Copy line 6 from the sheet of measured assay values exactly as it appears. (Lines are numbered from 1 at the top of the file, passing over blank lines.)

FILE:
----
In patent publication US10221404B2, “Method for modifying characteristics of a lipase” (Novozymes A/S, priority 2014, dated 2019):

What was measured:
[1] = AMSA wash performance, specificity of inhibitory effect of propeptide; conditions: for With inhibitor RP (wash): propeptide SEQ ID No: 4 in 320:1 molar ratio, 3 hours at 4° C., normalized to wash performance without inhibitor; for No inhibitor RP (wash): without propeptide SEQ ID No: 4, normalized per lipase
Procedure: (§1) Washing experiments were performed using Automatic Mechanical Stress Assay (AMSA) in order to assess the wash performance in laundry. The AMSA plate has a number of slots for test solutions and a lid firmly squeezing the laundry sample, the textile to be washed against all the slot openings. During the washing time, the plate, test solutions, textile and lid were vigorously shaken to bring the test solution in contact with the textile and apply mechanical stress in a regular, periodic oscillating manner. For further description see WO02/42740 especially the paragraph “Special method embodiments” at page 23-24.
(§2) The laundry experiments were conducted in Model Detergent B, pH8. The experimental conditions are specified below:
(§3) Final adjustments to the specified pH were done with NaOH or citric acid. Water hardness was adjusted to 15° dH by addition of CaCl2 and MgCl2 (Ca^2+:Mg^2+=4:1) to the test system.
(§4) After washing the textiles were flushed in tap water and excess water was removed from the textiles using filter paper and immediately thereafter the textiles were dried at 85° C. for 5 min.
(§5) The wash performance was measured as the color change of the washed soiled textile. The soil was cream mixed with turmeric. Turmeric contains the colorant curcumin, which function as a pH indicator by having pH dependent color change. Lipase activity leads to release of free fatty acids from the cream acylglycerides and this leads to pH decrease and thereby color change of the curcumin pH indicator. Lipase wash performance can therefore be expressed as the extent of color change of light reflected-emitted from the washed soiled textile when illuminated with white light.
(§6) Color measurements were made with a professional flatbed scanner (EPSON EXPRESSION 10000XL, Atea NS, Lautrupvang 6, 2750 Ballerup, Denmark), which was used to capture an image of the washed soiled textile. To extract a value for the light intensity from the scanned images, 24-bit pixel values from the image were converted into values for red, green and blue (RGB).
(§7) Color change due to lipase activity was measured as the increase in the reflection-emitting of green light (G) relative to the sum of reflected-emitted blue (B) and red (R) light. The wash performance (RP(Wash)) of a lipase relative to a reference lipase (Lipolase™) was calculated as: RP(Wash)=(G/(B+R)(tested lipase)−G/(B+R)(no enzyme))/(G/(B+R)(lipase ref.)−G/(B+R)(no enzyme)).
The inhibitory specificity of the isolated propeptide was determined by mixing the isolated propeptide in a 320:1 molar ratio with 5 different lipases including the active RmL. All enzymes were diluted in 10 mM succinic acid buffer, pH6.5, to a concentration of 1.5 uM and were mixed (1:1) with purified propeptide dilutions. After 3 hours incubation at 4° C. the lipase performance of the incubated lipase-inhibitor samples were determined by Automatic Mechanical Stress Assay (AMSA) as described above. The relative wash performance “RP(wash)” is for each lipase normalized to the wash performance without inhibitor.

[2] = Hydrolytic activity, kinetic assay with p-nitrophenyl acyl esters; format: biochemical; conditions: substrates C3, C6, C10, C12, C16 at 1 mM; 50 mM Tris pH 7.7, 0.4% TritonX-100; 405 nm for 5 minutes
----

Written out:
(§3) Final adjustments to the specified pH were done with NaOH or citric acid. Water hardness was adjusted to 15° dH by addition of CaCl2 and MgCl2 (Ca^2+:Mg^2+=4:1) to the test system.